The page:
Marker Logo HMdb.org THE HISTORICAL
MARKER DATABASE
“Bite-Size Bits of Local, National, and Global History”
“Bite-Size Bits of Local, National, and Global History”
Near Fort Washington in Prince George's County, Maryland — The American Northeast (Mid-Atlantic)
 

Water Battery

 
 
Water Battery Marker image. Click for full size.
By Craig Swain, March 1, 2008
1. Water Battery Marker
Inscription. Construction of this inverted V-shaped outerwork began in 1814. Traces of its shape are visible today. Surrounded by a dry ditch, the Water Battery mounted 24-pounder guns that provided an additional level of firepower to the fort.

The Water Battery underwent two major changes after 1872. The gatehouse and other buildings were removed and construction of earthworks to surround the fort began. Four platforms for 15-inch Rodman guns and three magazines were completed before the government interest and funding waned.

The Endicott System in the 1890s brought the construction of Battery White, the concrete structure that is visible now.

Ricochet Firing
Guns in the Water Battery could ricochet, or bounce, shot across the river surface and hit a ship near the waterline causing severe hull damage.
 
Location. 38° 42.663′ N, 77° 2.108′ W. Marker is near Fort Washington, Maryland, in Prince George's County. Marker can be reached from Fort Washington Road, on the right when traveling south. Touch for map. Located in Fort Washington Park, overlooking the riverside face of the fort and the water battery. Marker is at or near this postal address: 13551 Fort Washington Road, Fort Washington MD 20744, United States of America.
 
Other nearby markers. At least 8 other markers
Water Battery Wayside image. Click for full size.
By Craig Swain, March 1, 2008
2. Water Battery Wayside
are within walking distance of this marker. Shot and Shell (a few steps from this marker); Caponiere (within shouting distance of this marker); Minefields (within shouting distance of this marker); Counterscarp Battery (within shouting distance of this marker); The Cisterns (within shouting distance of this marker); New Guns for an Old Fort (about 300 feet away, measured in a direct line); The Northwest Demi-Bastion (about 300 feet away); a different marker also named The Water Battery (about 400 feet away). Touch for a list and map of all markers in Fort Washington.
 
More about this marker. The lower portion of the marker displays an example of ricochet firing against a sailing ship and a drawing of a 15-inch Rodman.

In the upper right is a diagram of the water battery with several important points indicated:
The Water Battery held many structures to support the Fort's operation:
(1) Magazines - stored ammunition
(2) Storehouse - housed gun carriages in peacetime
(3) Stables - housed workhorses
(4) Saddlers shop - where leather equipment was repaired
(5) Shot furnace - a furnace for heating solid cannon balls. A red hot shot lodged in a ship's timbers could start a disastrous fire.
(6) Blacksmith shop - where metal items were repaired and manufactured
(7) Gatehouse
Water Battery Seen from the Marker Location image. Click for full size.
By Craig Swain, March 1, 2008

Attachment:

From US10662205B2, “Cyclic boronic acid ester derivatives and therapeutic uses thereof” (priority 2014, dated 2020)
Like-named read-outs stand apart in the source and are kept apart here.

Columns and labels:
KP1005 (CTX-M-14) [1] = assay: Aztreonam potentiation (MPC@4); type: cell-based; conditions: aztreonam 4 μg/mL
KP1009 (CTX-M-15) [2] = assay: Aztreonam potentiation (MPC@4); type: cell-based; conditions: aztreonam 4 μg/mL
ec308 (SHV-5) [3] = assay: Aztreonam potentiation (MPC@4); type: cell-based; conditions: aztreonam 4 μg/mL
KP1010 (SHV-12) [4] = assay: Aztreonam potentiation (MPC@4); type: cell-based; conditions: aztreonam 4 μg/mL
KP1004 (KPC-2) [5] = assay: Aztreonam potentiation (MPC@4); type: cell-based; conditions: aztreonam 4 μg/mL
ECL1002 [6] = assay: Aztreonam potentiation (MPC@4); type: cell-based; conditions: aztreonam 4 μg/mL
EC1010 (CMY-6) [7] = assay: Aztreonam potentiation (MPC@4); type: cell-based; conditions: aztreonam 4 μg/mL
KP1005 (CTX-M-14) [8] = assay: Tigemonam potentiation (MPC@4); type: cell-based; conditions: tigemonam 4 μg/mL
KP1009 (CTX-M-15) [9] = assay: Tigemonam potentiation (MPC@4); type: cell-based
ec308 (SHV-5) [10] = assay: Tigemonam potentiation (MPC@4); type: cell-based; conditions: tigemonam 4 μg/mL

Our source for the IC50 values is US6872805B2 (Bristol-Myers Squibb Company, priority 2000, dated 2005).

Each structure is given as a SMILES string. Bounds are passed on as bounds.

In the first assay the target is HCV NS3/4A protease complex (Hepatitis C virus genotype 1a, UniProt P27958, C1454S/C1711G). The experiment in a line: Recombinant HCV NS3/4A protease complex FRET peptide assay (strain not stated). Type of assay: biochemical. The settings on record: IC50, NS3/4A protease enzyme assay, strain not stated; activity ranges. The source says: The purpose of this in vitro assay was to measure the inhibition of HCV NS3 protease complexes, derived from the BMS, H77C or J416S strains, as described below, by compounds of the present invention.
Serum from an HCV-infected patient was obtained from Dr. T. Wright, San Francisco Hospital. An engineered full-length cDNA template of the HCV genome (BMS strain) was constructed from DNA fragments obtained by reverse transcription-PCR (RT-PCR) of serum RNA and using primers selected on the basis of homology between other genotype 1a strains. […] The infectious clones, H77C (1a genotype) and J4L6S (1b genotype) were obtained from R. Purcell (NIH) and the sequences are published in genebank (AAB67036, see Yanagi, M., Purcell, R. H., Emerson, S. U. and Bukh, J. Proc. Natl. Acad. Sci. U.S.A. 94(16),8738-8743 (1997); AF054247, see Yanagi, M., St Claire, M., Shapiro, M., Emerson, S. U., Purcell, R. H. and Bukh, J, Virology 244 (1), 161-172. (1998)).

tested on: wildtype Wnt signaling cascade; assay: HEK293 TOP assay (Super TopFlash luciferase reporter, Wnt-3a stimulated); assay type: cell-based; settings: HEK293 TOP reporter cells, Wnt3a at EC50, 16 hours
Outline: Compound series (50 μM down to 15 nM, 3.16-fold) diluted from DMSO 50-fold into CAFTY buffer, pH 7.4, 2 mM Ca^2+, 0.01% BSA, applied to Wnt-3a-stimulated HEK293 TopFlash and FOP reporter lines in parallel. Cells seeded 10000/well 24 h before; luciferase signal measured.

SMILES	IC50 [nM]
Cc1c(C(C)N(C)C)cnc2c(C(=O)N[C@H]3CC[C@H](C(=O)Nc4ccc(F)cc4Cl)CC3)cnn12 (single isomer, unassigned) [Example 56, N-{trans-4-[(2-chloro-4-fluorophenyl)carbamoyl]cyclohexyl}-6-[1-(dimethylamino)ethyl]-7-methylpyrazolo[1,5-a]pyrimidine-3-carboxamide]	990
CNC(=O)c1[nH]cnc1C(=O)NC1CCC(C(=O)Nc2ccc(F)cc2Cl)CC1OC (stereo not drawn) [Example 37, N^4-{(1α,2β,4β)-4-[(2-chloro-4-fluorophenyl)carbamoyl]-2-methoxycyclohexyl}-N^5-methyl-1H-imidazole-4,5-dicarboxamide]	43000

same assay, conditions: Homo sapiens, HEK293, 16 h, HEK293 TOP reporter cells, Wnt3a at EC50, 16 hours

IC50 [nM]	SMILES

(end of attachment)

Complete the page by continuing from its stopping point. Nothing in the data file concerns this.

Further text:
3. Water Battery Seen from the Marker Location
- included two guard rooms and a bridge over the ditch

 
Also see . . .  Fort Washington. National Park Service site. (Submitted on May 31, 2008, by Craig Swain of Leesburg, Virginia.) 
 
Categories. Forts, Castles
 
Front Sally Port image. Click for full size.
By Craig Swain, March 1, 2008
4. Front Sally Port
The garrison accessed the Water Battery from this port on the water side of the fort.
The Water Battery image. Click for full size.
By Allen C. Browne, December 7, 2013
5. The Water Battery
(1) Magazines - stored ammunition
(2) Storehouse - housed gun carriages in peacetime
(3) Stables - housed workhorses
(4) Saddlers shop - where leather equipment was repaired
(5) Shot furnace - a furnace for heating solid cannon balls. A red hot shot lodged in a ship's timbers could start a disastrous fire.
(6) Blacksmith shop - where metal items were repaired and manufactured
(7) Gatehouse - included two guard rooms and a bridge over the ditch
Close-up of image on marker
15-inch Rodman Gun image. Click for full size.
By Allen C. Browne, December 7, 2013
6. 15-inch Rodman Gun
Close-up of image of image on marker
Ricochet Firing image. Click for full size.
By Allen C. Browne, December 7, 2013
7. Ricochet Firing
Guns in the Water Battery could ricochet, or bounce, shot across the river surface and hit a ship near the waterline causing severe hull damage.
Close-up of image on marker
Water Battery image. Click for full size.
By Allen C. Browne, January 12, 2014
8. Water Battery
Endicott era Battery White occupies the location of the original 1814 water battery and the site of Fort Warburton built in 1808.
 
 
Credits. This page was last revised on June 16, 2016. This page originally submitted on May 31, 2008, by Craig Swain of Leesburg, Virginia. This page has been viewed 853 times since then and 24 times this year. Photos:   1, 2, 3, 4. submitted on May 31, 2008, by Craig Swain of Leesburg, Virginia.   5, 6, 7, 8. submitted on July 24, 2014, by Allen C. Browne of Silver Spring, Maryland.
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